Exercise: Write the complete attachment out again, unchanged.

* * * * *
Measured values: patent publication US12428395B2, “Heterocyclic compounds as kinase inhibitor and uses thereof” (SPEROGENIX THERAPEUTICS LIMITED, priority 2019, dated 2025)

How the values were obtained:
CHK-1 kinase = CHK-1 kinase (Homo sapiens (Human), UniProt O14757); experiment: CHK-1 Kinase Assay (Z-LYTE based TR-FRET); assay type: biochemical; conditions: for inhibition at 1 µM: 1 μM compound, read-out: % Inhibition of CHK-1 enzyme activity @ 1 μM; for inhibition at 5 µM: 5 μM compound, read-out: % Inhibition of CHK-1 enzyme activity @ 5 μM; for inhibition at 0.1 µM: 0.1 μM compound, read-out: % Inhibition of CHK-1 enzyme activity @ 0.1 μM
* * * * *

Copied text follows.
Measured values: patent publication US12428395B2, “Heterocyclic compounds as kinase inhibitor and uses thereof” (SPEROGENIX THERAPEUTICS LIMITED, priority 2019, dated 2025)

How the values were obtained:
CHK-1 kinase = CHK-1 kinase (Homo sapiens (Human), UniProt O14757); experiment: CHK-1 Kinase Assay (Z-LYTE based TR-FRET); assay type: biochemical; conditions: for inhibition at 1 µM: 1 μM compound, read-out: % Inhibition of CHK-1 enzyme activity @ 1 μM; for inhibition at 5 µM: 5 μM compound, read-out: % Inhibition of CHK-1 enzyme activity @ 5 μM; for inhibition at 0.1 µM: 0.1 μM compound, read-out: % Inhibition of CHK-1 enzyme activity @ 0.1 μM